Feb 27 2014

Do Teachers Still Need Classroom Seating Charts?

Educators are reimagining everything in the face of disruptive technology, including the seating chart.

Last year, when EdTech: Focus on K–12 reported on the trend of teachers getting rid of desks in the classroom, we heard from numerous educators who’d successfully gone deskless and loved it.

Similarly, some teachers believe there should be freedom of choice and movement when it comes to seating arrangements in the classroom. These teachers are choosing to forgo the roll call–friendly seating chart and instead are empowering students to sit where they please.

Commenting on the education blog Building Our Classroom, an educator who goes by the screen name Mathcurmudgeon wrote, “No seating chart 98% of the time. I tell the students straight out that they are in high school now and that they may sit where they like — I will only impose a seating chart as a doomsday final resort when their choices and behavior demand it.”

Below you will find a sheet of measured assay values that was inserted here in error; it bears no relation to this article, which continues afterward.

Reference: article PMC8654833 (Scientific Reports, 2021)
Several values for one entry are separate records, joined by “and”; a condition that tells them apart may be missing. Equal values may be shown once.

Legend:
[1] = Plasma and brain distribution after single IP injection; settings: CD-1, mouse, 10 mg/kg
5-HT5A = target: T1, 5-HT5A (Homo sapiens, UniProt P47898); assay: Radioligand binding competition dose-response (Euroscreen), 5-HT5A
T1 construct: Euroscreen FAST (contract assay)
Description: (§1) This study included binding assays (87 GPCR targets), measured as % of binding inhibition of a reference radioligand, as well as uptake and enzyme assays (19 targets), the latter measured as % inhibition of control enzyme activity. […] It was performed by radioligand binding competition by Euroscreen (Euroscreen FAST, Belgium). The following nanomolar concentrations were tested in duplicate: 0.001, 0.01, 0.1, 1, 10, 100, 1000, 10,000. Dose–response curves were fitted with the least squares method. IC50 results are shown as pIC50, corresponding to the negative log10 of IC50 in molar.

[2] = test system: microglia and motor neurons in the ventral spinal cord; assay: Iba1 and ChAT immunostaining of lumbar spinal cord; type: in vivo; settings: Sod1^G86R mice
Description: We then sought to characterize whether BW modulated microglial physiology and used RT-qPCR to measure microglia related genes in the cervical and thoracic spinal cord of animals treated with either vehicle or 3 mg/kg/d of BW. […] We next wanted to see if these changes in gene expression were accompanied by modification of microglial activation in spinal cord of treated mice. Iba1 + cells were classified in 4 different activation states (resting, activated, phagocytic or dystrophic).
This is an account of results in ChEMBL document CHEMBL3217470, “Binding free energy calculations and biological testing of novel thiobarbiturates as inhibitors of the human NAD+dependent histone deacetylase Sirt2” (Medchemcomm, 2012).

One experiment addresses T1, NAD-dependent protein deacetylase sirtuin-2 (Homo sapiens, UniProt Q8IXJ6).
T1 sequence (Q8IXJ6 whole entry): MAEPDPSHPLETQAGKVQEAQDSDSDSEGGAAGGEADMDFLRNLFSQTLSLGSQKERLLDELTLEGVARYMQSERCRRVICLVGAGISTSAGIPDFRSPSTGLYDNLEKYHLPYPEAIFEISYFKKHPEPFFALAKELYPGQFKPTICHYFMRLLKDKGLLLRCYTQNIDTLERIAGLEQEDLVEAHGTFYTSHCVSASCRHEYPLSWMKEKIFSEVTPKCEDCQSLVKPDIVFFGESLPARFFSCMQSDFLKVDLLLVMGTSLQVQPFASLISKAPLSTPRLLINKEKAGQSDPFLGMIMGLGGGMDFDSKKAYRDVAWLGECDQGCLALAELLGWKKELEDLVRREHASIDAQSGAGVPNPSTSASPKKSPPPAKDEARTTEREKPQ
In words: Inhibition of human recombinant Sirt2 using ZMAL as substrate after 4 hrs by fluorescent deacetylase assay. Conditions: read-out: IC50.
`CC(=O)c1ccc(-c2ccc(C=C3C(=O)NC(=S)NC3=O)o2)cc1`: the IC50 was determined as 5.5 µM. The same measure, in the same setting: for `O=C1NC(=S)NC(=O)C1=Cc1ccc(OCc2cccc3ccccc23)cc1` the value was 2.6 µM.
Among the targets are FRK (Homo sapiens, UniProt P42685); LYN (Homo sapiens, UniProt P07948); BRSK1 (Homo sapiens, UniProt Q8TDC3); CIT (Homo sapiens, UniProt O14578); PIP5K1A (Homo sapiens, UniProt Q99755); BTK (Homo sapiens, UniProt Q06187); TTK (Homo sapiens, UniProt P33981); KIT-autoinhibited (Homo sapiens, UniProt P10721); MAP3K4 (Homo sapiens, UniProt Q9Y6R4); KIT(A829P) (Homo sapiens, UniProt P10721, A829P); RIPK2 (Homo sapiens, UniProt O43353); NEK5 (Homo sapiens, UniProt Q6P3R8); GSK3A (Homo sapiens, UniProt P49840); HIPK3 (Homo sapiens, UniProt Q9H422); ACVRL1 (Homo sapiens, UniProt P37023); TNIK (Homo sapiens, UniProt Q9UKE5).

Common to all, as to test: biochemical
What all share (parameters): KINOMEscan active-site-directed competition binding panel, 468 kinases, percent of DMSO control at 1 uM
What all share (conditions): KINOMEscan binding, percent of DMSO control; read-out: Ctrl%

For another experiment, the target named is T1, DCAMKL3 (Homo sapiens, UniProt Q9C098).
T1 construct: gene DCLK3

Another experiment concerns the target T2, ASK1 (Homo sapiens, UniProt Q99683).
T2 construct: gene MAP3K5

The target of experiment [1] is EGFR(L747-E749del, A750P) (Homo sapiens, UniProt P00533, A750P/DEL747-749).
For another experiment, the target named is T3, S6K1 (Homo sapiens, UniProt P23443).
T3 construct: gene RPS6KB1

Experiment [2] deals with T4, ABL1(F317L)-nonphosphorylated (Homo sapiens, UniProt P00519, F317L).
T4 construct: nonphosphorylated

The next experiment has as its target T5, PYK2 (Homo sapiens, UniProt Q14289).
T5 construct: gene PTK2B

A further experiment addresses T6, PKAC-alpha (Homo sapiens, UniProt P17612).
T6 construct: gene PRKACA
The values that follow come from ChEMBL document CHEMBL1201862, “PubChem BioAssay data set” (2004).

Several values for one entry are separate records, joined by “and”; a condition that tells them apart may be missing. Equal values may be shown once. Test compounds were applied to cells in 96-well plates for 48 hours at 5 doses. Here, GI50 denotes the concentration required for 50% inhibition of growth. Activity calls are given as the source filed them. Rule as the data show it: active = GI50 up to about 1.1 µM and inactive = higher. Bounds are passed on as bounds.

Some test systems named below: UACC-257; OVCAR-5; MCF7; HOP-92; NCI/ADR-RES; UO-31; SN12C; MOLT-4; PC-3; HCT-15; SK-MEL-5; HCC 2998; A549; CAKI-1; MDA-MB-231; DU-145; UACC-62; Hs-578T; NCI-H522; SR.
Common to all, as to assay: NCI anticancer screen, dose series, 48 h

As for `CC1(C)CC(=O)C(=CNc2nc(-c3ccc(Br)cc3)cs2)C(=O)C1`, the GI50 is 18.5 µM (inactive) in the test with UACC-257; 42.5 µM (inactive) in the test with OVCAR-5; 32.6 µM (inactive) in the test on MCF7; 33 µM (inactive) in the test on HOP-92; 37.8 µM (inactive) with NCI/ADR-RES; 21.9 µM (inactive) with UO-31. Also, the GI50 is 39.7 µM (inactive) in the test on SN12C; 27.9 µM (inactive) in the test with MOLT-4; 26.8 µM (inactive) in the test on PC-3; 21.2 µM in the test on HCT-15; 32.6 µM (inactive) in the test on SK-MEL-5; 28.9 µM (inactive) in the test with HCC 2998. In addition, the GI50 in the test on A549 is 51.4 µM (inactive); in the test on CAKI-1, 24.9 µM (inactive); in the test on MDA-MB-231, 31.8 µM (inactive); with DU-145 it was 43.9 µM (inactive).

But survey data from ClassCharts, an online seating chart manager, shows that seating charts actually may improve classroom engagement, according to an article on Edudemic.

If the data is to be believed, seating charts benefit both students and teachers by:

  • Making teachers twice as effective
  • Increasing attainment for “lower ability” students
  • Boosting teachers’ comfort level and confidence

While seating arrangements are good for separating students who distract each other and helping teachers to memorize student names, in many ways they seem as antiquated as the sage-on-a-stage lecture model or chalkboards.

If we’re letting students bring their own devices to the classroom, why shouldn’t they pick their own seats?

Weigh in with your point of view in the Comments section.